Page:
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Lack of consent may constitute medical malpractice

A recent lawsuit against a California obstetrician has raised questions about what it means to give informed consent to a procedure and whether a doctor may be held liable if he or she performs procedures without consent, even if no harm arises. In the instant situation, a pregnant woman explicitly told her doctor that she did not want an episiotomy performed and did not consent to this procedure. Despite her instructions to the doctor conducted the episiotomy. She asserts that not only did she not agree to the procedure, the procedure was not needed, and she was harmed as a result.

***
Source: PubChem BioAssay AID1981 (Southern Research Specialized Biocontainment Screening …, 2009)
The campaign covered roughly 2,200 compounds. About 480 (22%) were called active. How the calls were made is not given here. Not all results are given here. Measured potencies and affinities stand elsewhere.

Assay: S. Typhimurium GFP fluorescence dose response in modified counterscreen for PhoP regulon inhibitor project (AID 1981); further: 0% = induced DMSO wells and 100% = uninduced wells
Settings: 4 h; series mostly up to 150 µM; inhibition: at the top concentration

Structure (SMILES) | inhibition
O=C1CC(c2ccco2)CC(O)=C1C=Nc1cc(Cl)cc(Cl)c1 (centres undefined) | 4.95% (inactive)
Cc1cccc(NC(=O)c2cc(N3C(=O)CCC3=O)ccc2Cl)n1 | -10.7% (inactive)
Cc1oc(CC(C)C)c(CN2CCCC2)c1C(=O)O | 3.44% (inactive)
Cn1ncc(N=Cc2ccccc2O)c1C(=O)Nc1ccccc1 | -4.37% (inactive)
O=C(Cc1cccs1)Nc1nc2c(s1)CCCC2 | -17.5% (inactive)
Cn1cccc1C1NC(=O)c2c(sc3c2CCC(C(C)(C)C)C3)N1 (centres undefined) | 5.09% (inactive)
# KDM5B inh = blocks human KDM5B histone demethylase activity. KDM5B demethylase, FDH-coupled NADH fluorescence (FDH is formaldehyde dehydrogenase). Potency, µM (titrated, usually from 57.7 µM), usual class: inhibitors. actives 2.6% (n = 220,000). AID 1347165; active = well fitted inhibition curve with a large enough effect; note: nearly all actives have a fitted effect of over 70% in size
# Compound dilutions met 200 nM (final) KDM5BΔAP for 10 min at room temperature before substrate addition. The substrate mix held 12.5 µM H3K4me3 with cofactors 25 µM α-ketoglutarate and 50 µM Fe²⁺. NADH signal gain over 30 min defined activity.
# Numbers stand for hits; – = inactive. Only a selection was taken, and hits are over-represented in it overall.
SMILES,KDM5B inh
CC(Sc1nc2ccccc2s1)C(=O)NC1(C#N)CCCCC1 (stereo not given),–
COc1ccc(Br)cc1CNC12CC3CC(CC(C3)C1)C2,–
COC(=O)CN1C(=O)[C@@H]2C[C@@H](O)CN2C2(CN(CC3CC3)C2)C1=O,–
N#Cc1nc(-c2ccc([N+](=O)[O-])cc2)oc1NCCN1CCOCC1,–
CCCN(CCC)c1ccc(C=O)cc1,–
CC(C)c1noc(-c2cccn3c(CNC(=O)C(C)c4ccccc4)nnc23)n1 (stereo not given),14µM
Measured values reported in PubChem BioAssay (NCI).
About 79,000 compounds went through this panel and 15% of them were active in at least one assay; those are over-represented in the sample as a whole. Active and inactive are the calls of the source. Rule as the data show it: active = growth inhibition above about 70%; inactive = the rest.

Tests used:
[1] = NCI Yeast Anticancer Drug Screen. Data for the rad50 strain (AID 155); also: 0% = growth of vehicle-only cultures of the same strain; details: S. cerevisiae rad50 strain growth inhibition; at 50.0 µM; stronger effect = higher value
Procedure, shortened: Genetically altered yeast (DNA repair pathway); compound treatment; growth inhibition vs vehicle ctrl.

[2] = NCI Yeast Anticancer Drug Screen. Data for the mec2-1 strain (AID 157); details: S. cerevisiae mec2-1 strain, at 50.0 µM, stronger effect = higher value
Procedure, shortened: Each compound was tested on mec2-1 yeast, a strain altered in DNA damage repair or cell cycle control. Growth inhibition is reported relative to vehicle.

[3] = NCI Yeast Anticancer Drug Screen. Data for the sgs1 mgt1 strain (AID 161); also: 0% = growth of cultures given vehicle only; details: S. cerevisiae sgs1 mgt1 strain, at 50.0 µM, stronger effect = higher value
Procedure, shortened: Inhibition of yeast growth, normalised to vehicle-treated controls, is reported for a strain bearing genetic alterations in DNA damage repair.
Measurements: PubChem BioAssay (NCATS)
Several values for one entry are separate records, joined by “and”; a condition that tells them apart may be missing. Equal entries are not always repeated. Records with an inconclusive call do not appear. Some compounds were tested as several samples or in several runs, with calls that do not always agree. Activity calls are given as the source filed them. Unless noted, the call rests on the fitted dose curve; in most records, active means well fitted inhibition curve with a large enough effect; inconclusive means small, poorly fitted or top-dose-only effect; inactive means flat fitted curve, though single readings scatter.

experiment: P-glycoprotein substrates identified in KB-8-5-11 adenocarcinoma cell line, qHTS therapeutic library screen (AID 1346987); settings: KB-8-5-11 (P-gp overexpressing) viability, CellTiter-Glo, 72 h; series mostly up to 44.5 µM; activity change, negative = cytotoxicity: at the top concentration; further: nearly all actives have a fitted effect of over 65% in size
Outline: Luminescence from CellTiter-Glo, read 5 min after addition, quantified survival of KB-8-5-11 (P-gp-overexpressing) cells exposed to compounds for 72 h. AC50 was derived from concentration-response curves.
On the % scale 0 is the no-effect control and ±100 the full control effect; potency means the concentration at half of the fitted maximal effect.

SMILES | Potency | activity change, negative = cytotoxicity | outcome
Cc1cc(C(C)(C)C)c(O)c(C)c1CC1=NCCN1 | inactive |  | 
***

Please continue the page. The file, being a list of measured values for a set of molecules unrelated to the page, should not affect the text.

In certain circumstances, doctors may perform procedures without consent, such as in the case of an emergency. Further if a doctor is in the middle of one procedure, such as an operation, and finds another serious condition that warrants intervention, in general the doctor may be allowed to fix that problem. However, when a patient signs an informed consent, he or she is not abdicating all authority to the doctor. This is a particular concern for pregnant women, where a high percentage of women report disregard of consent during childbirth and the use of unwarranted interventions is prevalent. Further, the prevalence of unwanted child birth interventions often has to do more with where and when the physician was trained, rather than whether the procedure is medically necessary. In this instance, the woman has filed a claim of assault and battery based on the doctor’s unauthorized procedure.

For more information or if you or a loved one has suffered harm due of a medical error or mistake, please contact the experienced Los Angeles medical malpractice lawyers at Bostwick and Peterson for an immediate consultation.


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